Building a Better Colorado released a report of the townhall meetings that the group held across the state to gauge interest in enacting
Democratic ideas a few center to left-leaning ideas. Amazingly, most of the ideas that the people wanted just happened to be the things that Governor Hickenlooper and his merry band of faux independents have been pushing.
Color us shocked.
Here a few of the ideas that BBC claims “everyone” wants. (Of course, we were never invited to any of these townhall meetings – neither was anyone we know. Guess our invitations got lost in the mail, but we digress.)
- Take the hospital provider fee out from under TABOR limits (like the Governor was begging to do)
- Get rid of TABOR (like liberals have been trying to do for, well, since TABOR was enacted)
- Have an open primary that includes independents
Here’s why these are bad ideas.
- The hospital provider fee idea is a violation of TABOR – essentially, it allows the state to spend more money that taxpayers put into the system. It’s pretty black and white.
- If we get rid of TABOR, legislators can spend your money like drunken sailors. As if it’s not bad enough that they spend taxpayer dollars on junk within the current budget, but without TABOR, legislators could raise taxes without your input. In 2013, without TABOR, liberals would have raised your taxes by $1 billion.
- While having a primary as opposed to a caucus process might be a good idea in light of recent disputes, why should Republicans (and Democrats) allow people who refuse to affiliate with a party choose that party’s nominee? That doesn’t make sense at all. If someone who is registered as an independent wants to have a say in the Republican primary, they should affiliate as a Republican and participate. Nobody is stopping them now.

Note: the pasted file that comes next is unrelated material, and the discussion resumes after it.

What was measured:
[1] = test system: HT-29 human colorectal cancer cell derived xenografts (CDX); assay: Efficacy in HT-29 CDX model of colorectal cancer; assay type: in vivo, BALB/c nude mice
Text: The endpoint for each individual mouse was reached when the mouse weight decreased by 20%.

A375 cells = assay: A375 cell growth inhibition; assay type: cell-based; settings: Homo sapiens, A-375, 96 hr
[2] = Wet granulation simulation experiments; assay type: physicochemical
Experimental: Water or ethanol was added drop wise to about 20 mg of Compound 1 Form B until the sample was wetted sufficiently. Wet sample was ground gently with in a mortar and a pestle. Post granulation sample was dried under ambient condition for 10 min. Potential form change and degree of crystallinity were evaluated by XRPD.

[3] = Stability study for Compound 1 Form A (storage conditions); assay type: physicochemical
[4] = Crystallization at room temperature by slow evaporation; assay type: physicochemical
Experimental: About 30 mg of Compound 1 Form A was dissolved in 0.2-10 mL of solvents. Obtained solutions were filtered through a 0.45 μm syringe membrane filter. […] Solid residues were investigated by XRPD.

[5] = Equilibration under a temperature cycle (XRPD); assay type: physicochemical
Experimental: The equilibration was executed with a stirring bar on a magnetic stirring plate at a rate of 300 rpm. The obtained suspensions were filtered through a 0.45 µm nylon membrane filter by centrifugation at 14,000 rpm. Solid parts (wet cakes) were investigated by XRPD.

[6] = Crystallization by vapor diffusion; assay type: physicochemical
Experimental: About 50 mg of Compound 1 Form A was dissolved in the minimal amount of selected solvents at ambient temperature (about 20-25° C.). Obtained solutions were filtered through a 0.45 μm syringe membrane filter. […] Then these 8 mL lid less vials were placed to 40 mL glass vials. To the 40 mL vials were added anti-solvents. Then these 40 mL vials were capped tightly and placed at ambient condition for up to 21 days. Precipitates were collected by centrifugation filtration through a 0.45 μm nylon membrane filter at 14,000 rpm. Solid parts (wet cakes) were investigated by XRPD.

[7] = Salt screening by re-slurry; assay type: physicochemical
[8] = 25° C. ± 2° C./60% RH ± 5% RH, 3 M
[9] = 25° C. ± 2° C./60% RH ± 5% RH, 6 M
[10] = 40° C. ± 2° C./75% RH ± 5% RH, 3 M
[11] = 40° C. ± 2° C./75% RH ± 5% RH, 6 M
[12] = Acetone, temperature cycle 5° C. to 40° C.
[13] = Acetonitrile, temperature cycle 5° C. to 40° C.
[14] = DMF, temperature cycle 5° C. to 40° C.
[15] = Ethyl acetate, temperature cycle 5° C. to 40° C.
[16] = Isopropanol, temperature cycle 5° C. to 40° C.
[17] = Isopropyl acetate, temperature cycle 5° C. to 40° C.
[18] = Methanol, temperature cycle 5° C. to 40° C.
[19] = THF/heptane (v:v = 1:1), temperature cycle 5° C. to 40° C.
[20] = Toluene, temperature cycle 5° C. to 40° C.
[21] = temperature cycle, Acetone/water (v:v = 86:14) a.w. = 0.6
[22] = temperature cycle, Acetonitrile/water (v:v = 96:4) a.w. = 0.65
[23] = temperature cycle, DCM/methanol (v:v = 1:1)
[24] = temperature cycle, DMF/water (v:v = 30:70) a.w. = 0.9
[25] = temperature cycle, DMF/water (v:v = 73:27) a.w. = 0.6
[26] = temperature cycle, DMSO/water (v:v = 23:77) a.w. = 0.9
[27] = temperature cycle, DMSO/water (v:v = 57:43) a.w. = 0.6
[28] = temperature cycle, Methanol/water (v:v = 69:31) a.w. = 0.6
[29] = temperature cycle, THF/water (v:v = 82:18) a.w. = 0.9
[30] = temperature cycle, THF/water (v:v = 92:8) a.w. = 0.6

If these are the big ideas to come out of surveying Coloradans throughout the state, we have to ask which Coloradans were surveyed. If all Coloradans believe this, then it’s a miracle that any Republicans get elected statewide at all. But, more seriously, the group claims to have interviewed 2,000 civic leaders and “interested Coloradans”. Seeing as nobody we know received an invitation, how do they know that they had a representative sample of Coloradans across the political spectrum.
Also, how do we know what questions were asked? For example, if someone asked, “do you think K-12 education should get more funding?” you might get more positive responses than if you asked, “do you want to pay more in taxes to fund education?” That question was answered in 2013 through Amendment 66. An overwhelming number of Coloradans said no.
We’re not saying that this process is flawed and is crap, but…actually, that’s exactly what we’re saying. We’d have more faith in the system if BBC was more transparent about who was invited, what their party affiliation is/was, etc. As it stands, this just looks like a government boondoggle to give credence to some of the ideas that Governor Hickenlooper and his cronies have been floating for some time.